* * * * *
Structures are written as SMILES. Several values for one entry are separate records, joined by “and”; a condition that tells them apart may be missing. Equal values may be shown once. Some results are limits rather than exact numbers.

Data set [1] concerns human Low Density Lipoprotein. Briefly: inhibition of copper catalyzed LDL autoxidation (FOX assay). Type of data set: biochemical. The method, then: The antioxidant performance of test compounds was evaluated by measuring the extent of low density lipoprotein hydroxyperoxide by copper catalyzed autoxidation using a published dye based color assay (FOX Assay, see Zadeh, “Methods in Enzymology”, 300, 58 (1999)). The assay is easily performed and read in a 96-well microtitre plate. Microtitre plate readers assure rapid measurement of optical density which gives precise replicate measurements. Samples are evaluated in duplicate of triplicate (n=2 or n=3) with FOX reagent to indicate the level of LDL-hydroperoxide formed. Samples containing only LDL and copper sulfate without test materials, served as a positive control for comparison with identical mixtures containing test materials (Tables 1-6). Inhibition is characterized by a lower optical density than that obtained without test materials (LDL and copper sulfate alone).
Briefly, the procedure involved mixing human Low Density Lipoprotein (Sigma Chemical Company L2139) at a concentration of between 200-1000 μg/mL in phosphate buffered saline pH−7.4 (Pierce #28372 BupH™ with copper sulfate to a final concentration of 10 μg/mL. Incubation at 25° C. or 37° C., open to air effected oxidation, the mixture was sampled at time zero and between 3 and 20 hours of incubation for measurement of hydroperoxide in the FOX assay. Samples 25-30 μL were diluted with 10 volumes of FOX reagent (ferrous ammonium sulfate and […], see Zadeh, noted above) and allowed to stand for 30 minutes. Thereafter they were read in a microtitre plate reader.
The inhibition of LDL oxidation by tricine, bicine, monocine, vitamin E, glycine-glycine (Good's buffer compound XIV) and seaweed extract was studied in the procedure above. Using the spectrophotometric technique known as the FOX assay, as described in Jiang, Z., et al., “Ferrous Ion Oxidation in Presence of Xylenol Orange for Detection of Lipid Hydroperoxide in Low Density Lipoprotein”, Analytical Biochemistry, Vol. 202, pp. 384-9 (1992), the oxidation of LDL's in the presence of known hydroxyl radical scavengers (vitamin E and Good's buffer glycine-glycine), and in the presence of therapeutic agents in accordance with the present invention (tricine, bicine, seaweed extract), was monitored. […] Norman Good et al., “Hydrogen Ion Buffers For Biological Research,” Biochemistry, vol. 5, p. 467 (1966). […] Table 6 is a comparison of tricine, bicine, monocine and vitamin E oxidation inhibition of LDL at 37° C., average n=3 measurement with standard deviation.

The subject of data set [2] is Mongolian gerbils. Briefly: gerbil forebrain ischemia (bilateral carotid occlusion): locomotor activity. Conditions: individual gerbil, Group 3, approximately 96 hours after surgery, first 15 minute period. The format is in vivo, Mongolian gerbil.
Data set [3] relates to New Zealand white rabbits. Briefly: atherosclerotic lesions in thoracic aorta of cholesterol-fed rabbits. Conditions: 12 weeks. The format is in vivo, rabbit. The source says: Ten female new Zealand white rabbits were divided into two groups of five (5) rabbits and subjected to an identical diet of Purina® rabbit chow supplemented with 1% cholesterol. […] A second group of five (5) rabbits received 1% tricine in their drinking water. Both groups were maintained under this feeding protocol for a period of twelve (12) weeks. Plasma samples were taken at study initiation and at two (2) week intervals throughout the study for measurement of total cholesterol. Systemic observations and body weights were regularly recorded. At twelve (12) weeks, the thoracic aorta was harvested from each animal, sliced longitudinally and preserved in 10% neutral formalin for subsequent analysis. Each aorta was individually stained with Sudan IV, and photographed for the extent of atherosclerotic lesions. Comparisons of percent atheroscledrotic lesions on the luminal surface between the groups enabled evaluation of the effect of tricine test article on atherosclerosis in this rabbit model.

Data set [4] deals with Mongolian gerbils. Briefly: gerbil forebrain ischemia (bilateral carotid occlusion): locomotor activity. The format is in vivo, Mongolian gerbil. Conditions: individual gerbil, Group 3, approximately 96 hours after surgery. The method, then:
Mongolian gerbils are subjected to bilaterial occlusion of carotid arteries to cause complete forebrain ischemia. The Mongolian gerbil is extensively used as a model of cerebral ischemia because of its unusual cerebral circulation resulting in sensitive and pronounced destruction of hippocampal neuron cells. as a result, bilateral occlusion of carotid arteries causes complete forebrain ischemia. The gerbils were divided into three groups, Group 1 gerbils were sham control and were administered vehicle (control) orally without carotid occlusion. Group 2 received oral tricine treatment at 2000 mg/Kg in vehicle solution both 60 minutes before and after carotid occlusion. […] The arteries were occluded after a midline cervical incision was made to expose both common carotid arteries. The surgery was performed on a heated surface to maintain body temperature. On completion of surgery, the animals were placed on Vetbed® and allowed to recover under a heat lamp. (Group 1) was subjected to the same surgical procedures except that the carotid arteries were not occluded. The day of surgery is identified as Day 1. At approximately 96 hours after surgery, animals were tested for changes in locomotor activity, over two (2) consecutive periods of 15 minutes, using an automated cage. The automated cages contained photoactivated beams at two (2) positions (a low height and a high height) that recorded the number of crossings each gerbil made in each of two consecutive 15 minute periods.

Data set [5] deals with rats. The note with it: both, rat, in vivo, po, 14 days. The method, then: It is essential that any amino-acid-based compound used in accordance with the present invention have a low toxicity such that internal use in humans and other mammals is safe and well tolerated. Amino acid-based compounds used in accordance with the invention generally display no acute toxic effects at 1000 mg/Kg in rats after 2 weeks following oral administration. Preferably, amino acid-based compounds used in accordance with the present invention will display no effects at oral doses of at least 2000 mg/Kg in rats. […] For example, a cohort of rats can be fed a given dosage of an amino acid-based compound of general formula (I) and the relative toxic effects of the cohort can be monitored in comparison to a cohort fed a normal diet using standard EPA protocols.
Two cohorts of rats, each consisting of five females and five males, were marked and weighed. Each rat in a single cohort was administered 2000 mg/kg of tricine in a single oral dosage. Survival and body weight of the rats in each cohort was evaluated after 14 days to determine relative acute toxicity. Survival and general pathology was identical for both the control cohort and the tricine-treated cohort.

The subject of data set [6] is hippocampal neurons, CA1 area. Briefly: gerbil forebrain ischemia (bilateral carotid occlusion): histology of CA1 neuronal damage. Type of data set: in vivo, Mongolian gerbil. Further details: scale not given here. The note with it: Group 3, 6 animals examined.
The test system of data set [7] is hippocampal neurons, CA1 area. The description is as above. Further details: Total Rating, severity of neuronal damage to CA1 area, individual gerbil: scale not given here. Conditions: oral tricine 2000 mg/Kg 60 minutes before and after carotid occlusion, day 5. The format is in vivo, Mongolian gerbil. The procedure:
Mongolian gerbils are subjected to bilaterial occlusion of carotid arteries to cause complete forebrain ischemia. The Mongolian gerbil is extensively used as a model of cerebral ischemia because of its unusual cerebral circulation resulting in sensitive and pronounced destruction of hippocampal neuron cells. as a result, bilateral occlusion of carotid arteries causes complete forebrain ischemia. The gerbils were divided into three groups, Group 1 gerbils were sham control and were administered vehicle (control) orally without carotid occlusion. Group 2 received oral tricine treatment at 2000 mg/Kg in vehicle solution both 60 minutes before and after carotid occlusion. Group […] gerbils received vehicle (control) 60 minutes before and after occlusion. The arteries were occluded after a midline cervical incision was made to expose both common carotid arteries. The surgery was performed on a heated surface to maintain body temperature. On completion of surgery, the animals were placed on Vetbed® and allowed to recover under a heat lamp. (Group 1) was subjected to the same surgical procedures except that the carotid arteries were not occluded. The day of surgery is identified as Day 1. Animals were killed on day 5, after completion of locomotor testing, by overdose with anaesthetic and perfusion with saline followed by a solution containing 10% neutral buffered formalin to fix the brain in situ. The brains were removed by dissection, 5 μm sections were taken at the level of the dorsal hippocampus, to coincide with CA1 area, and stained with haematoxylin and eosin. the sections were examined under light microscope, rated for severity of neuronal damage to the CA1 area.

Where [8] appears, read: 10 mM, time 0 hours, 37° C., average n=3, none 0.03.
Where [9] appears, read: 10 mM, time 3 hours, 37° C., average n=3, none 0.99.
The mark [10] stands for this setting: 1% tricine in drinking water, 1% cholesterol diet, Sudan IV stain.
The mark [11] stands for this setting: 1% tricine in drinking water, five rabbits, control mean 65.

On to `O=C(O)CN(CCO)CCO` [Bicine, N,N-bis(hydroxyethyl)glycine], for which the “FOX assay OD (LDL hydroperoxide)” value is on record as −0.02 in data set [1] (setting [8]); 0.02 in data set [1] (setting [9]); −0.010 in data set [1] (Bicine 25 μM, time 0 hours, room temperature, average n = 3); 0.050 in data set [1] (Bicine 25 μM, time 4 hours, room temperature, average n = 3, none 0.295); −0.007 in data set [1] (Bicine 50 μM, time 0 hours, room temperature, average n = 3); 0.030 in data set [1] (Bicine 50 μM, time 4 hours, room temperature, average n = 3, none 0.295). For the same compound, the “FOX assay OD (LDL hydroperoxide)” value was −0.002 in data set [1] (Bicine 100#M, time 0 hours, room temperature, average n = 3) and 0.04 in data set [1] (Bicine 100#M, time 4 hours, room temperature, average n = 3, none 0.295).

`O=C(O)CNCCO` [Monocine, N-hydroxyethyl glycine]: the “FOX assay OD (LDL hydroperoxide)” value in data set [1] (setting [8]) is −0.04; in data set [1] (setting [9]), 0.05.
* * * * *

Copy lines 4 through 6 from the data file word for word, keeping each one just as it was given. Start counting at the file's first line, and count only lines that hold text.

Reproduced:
The inhibition of LDL oxidation by tricine, bicine, monocine, vitamin E, glycine-glycine (Good's buffer compound XIV) and seaweed extract was studied in the procedure above. Using the spectrophotometric technique known as the FOX assay, as described in Jiang, Z., et al., “Ferrous Ion Oxidation in Presence of Xylenol Orange for Detection of Lipid Hydroperoxide in Low Density Lipoprotein”, Analytical Biochemistry, Vol. 202, pp. 384-9 (1992), the oxidation of LDL's in the presence of known hydroxyl radical scavengers (vitamin E and Good's buffer glycine-glycine), and in the presence of therapeutic agents in accordance with the present invention (tricine, bicine, seaweed extract), was monitored. […] Norman Good et al., “Hydrogen Ion Buffers For Biological Research,” Biochemistry, vol. 5, p. 467 (1966). […] Table 6 is a comparison of tricine, bicine, monocine and vitamin E oxidation inhibition of LDL at 37° C., average n=3 measurement with standard deviation.

The subject of data set [2] is Mongolian gerbils. Briefly: gerbil forebrain ischemia (bilateral carotid occlusion): locomotor activity. Conditions: individual gerbil, Group 3, approximately 96 hours after surgery, first 15 minute period. The format is in vivo, Mongolian gerbil.
Data set [3] relates to New Zealand white rabbits. Briefly: atherosclerotic lesions in thoracic aorta of cholesterol-fed rabbits. Conditions: 12 weeks. The format is in vivo, rabbit. The source says: Ten female new Zealand white rabbits were divided into two groups of five (5) rabbits and subjected to an identical diet of Purina® rabbit chow supplemented with 1% cholesterol. […] A second group of five (5) rabbits received 1% tricine in their drinking water. Both groups were maintained under this feeding protocol for a period of twelve (12) weeks. Plasma samples were taken at study initiation and at two (2) week intervals throughout the study for measurement of total cholesterol. Systemic observations and body weights were regularly recorded. At twelve (12) weeks, the thoracic aorta was harvested from each animal, sliced longitudinally and preserved in 10% neutral formalin for subsequent analysis. Each aorta was individually stained with Sudan IV, and photographed for the extent of atherosclerotic lesions. Comparisons of percent atheroscledrotic lesions on the luminal surface between the groups enabled evaluation of the effect of tricine test article on atherosclerosis in this rabbit model.